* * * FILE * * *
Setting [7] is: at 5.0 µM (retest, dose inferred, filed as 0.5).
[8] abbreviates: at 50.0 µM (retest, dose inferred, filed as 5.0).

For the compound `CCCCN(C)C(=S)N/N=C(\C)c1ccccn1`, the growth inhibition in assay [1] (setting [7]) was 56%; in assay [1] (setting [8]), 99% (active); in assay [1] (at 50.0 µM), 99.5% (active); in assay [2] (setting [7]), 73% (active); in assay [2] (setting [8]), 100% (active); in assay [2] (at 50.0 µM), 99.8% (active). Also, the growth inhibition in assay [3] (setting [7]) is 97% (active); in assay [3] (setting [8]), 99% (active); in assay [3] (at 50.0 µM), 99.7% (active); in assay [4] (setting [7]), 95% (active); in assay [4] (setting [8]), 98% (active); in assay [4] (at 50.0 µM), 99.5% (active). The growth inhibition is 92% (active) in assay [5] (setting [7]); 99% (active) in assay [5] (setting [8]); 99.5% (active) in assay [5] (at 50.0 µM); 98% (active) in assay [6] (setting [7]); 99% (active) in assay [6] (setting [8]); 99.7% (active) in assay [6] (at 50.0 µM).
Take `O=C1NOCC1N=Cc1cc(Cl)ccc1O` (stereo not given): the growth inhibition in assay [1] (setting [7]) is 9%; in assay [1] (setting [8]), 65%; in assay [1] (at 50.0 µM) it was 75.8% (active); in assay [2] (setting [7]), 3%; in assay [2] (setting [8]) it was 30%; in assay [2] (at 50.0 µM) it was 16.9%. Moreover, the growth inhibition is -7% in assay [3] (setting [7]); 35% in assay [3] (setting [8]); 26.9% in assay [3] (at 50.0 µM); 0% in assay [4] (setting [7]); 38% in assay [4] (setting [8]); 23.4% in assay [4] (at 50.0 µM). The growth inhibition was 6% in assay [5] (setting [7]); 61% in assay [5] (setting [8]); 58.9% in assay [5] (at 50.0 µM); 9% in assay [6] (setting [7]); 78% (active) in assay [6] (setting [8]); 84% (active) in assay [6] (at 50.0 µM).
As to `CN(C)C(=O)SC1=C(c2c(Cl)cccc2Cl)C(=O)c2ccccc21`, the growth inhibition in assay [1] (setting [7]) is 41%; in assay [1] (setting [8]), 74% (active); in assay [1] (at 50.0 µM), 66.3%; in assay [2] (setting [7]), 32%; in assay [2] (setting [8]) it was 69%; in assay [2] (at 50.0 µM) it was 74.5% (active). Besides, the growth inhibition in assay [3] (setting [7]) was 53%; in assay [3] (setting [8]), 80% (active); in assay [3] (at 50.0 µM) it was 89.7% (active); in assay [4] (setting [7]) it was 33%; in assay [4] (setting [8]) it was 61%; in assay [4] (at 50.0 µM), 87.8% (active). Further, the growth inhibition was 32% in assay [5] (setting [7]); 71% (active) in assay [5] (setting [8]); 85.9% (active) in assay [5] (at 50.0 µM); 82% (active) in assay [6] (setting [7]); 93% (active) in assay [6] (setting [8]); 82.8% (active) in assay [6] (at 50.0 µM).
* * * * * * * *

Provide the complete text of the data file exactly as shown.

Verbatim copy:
Setting [7] is: at 5.0 µM (retest, dose inferred, filed as 0.5).
[8] abbreviates: at 50.0 µM (retest, dose inferred, filed as 5.0).

For the compound `CCCCN(C)C(=S)N/N=C(\C)c1ccccn1`, the growth inhibition in assay [1] (setting [7]) was 56%; in assay [1] (setting [8]), 99% (active); in assay [1] (at 50.0 µM), 99.5% (active); in assay [2] (setting [7]), 73% (active); in assay [2] (setting [8]), 100% (active); in assay [2] (at 50.0 µM), 99.8% (active). Also, the growth inhibition in assay [3] (setting [7]) is 97% (active); in assay [3] (setting [8]), 99% (active); in assay [3] (at 50.0 µM), 99.7% (active); in assay [4] (setting [7]), 95% (active); in assay [4] (setting [8]), 98% (active); in assay [4] (at 50.0 µM), 99.5% (active). The growth inhibition is 92% (active) in assay [5] (setting [7]); 99% (active) in assay [5] (setting [8]); 99.5% (active) in assay [5] (at 50.0 µM); 98% (active) in assay [6] (setting [7]); 99% (active) in assay [6] (setting [8]); 99.7% (active) in assay [6] (at 50.0 µM).
Take `O=C1NOCC1N=Cc1cc(Cl)ccc1O` (stereo not given): the growth inhibition in assay [1] (setting [7]) is 9%; in assay [1] (setting [8]), 65%; in assay [1] (at 50.0 µM) it was 75.8% (active); in assay [2] (setting [7]), 3%; in assay [2] (setting [8]) it was 30%; in assay [2] (at 50.0 µM) it was 16.9%. Moreover, the growth inhibition is -7% in assay [3] (setting [7]); 35% in assay [3] (setting [8]); 26.9% in assay [3] (at 50.0 µM); 0% in assay [4] (setting [7]); 38% in assay [4] (setting [8]); 23.4% in assay [4] (at 50.0 µM). The growth inhibition was 6% in assay [5] (setting [7]); 61% in assay [5] (setting [8]); 58.9% in assay [5] (at 50.0 µM); 9% in assay [6] (setting [7]); 78% (active) in assay [6] (setting [8]); 84% (active) in assay [6] (at 50.0 µM).
As to `CN(C)C(=O)SC1=C(c2c(Cl)cccc2Cl)C(=O)c2ccccc21`, the growth inhibition in assay [1] (setting [7]) is 41%; in assay [1] (setting [8]), 74% (active); in assay [1] (at 50.0 µM), 66.3%; in assay [2] (setting [7]), 32%; in assay [2] (setting [8]) it was 69%; in assay [2] (at 50.0 µM) it was 74.5% (active). Besides, the growth inhibition in assay [3] (setting [7]) was 53%; in assay [3] (setting [8]), 80% (active); in assay [3] (at 50.0 µM) it was 89.7% (active); in assay [4] (setting [7]) it was 33%; in assay [4] (setting [8]) it was 61%; in assay [4] (at 50.0 µM), 87.8% (active). Further, the growth inhibition was 32% in assay [5] (setting [7]); 71% (active) in assay [5] (setting [8]); 85.9% (active) in assay [5] (at 50.0 µM); 82% (active) in assay [6] (setting [7]); 93% (active) in assay [6] (setting [8]); 82.8% (active) in assay [6] (at 50.0 µM).